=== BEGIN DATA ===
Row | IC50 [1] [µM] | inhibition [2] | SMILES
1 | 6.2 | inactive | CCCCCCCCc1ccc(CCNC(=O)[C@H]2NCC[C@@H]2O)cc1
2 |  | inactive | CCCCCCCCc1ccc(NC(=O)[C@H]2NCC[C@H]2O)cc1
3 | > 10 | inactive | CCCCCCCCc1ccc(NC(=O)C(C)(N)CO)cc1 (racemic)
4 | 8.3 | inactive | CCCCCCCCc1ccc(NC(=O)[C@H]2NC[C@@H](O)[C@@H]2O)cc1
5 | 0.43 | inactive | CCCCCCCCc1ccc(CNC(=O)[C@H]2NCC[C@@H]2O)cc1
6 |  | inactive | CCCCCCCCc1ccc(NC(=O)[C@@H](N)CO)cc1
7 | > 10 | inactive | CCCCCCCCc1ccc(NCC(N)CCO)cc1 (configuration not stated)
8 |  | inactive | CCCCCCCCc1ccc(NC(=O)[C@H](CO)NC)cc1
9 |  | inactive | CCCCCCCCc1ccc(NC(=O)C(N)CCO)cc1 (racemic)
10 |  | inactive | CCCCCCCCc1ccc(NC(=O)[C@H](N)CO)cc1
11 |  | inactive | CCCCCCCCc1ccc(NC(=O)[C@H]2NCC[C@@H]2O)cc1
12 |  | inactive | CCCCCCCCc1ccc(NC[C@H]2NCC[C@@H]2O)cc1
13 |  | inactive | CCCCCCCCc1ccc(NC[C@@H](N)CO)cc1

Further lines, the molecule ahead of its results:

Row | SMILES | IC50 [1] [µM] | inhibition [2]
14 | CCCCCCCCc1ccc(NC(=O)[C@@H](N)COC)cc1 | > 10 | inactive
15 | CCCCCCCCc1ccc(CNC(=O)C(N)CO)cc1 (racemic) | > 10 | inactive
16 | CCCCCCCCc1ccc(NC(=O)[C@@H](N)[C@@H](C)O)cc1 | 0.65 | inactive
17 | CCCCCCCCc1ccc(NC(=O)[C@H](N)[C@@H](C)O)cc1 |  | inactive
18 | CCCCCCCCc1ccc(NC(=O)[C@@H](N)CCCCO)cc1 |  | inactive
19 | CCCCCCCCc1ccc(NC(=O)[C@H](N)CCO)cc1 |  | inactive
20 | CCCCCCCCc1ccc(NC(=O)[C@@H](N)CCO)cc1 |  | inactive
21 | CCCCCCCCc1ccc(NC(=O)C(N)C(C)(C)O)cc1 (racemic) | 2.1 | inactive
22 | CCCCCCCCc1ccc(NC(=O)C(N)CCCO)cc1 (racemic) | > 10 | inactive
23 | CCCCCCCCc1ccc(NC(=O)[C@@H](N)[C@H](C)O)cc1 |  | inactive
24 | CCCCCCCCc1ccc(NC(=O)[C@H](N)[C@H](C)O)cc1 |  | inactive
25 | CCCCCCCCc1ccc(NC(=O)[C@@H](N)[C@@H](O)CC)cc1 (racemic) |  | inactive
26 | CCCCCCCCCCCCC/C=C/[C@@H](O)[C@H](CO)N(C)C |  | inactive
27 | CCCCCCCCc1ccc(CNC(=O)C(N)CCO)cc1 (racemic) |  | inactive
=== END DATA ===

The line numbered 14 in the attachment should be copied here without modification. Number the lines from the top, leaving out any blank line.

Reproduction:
13 |  | inactive | CCCCCCCCc1ccc(NC[C@@H](N)CO)cc1